Wednesday, February 14, 2007

Obama, Legally Blonde?

Given what Dowd normally does to people (leaves them a pile of smoldering rubble), Obama actually got off pretty lightly.  And given the glowing articles Frank Rich and Bob Herbert have written, he should no complaints about the treatment the NYT Op Ed page has given him. 
Dowd also makes some VERY good points that he would be wise to heed, like this:

He is backed up by a strong, smart wife and a professional campaign team, but he doesn’t have a do-whatever-it-takes family firm with contract killers and debt collectors, like Bush Inc. and Clinton Inc.

And this:

He sounded self-consciously pristine at times, as if he was too refined for the muck of politics. That’s not how you beat anybody but Alan Keyes.

And this:

Using the dreaded third person that some candidates slip into, he told the press that one of their favorite narratives boiled down to “Obama has pretty good style, he can deliver a pretty good speech, but he seems to prioritize rhetoric over substance.”

And this:

He doesn’t lack confidence, but he’s so hung up on being seen as thoughtful that he sometimes comes across as too emotionally detached and cerebral with crowds yearning for an electric, visceral connection. J.F.K. mixed cool with fire.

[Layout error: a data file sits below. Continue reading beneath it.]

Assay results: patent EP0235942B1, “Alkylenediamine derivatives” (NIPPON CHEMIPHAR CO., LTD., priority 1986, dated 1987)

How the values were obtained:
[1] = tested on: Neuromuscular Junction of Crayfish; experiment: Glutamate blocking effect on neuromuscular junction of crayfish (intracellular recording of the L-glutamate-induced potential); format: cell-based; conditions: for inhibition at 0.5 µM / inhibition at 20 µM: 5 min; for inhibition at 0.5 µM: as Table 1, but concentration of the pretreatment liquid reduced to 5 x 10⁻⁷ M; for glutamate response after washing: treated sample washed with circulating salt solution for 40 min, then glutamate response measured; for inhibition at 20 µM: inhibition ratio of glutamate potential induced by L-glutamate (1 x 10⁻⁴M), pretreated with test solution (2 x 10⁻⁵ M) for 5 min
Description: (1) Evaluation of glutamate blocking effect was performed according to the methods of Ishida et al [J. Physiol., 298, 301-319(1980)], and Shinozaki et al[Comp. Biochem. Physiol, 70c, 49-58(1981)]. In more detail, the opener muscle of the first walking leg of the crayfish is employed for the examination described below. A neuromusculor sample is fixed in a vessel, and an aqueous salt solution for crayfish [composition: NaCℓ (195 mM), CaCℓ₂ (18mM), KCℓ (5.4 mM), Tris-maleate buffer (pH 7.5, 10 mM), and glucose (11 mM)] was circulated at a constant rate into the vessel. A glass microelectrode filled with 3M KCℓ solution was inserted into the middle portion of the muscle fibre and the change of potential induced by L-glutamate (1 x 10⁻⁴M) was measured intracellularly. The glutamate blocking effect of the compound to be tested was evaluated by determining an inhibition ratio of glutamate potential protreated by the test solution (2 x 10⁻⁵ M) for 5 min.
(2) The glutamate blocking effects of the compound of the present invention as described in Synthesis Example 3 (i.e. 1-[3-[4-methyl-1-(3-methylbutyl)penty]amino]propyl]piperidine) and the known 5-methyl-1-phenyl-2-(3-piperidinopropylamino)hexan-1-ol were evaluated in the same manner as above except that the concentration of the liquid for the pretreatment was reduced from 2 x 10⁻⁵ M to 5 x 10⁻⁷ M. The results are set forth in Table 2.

For a man who couldn’t wait to inject himself into the national arena, and who has spent so much time writing books about himself, the senator is oddly put off by press inquisitiveness.

February 14, 2007
Op-Ed Columnist

Obama, Legally Blonde?


Barack Obama looked as if he needed a smoke and he needed it bad.

Everyone knows you’re not supposed to make two big changes at once. But Michelle Obama’s price for letting her husband run was that he quit.

So there he was, trying to meet the deep, inexhaustible needs of both Iowa activists and the global press behemoth on his first swing across the state, while giving up cigarettes.

He was a tad testy.


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